Ruth Bader Ginsburg
Justice Ruth Bader Ginsburg attends the lunch session of the Women's Conference in Long Beach, California, Oct. 26, 2010. Reuters

United States Supreme Court Justice Ruth Bader Ginsburg underwent unexpected heart surgery, a court spokesperson said Wednesday. The 81-year-old judge reportedly experienced discomfort while exercising with her personal trainer on Tuesday night.

Doctors at MedStar Washington Hospital Center discovered a blockage in Ginsburg’s right coronary artery, the Associated Press reports. A stent was inserted to clear the blockage. Ginsburg remained under observation and was resting at the hospital Wednesday, NBC News reports. Her release is expected within the next two days.

Citing concerns over her age and health, liberals have urged Ginsburg to resign from the Supreme Court for months, with some pushing for the resignation to occur ahead of the recent midterm elections. A resignation would allow President Barack Obama and his Democratic allies in Congress to nominate Ginsburg’s successor while they still have the power and votes to do so. It would be difficult to replace Ginsburg with a liberal justice if a conservative president succeeds Obama, they posited.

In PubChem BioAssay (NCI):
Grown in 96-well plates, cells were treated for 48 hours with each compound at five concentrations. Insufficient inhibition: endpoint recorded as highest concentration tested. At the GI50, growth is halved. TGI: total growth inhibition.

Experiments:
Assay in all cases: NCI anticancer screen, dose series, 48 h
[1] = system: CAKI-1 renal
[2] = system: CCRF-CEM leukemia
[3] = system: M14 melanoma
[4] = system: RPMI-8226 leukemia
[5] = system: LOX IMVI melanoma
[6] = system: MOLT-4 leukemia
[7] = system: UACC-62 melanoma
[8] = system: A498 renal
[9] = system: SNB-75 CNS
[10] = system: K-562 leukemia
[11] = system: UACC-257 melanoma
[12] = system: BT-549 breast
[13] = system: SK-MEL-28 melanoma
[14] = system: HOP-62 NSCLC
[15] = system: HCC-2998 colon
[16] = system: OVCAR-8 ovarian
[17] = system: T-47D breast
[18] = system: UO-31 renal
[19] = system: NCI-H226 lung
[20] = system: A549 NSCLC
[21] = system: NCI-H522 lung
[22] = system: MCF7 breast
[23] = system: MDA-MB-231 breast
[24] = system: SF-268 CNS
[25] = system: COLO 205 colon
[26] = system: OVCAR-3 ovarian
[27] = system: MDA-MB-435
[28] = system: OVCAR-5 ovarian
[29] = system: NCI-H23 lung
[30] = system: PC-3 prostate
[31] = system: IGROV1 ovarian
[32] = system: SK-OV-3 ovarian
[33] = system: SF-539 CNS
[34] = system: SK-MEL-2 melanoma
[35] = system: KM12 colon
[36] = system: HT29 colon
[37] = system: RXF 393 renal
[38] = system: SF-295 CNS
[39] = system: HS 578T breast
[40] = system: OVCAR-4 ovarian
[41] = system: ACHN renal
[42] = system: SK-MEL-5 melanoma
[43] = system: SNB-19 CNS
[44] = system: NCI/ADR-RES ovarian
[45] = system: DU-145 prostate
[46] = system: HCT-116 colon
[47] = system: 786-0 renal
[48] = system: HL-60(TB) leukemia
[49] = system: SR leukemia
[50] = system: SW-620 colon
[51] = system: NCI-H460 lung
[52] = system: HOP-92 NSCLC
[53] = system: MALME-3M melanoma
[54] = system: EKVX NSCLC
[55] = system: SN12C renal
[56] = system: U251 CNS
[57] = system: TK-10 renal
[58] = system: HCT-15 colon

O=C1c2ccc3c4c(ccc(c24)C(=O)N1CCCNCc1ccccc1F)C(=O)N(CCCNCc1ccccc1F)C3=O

“That’s why I need a Democratic Senate,” Obama said in August, according to CNN. “Not to mention the fact that we’re going to have Supreme Court appointments, and there are going to be a whole host of issues that many people here care about that are going to be determined by whether or not Democrats retain the Senate.”

A White House official later clarified that Obama’s comments were not made in reference to a specific Supreme Court seat. And Ginsburg said in September that she had no plans to resign from her position.

“Who do you think President Obama could appoint at this very day, given the boundaries that we have? If I resign any time this year, he could not successfully appoint anyone I would like to see in the court,” Ginsburg told Elle magazine at the time. “[The Senate Republicans] took off the filibuster for lower federal court appointments, but it remains for this court. So anybody who thinks that if I step down, Obama could appoint someone like me, they’re misguided. As long as I can do the job full steam…. I think I’ll recognize when the time comes that I can’t any longer. But now I can.”

President Bill Clinton appointed Ginsburg to the Supreme Court in 1993. She was the second woman to be appointed to the court.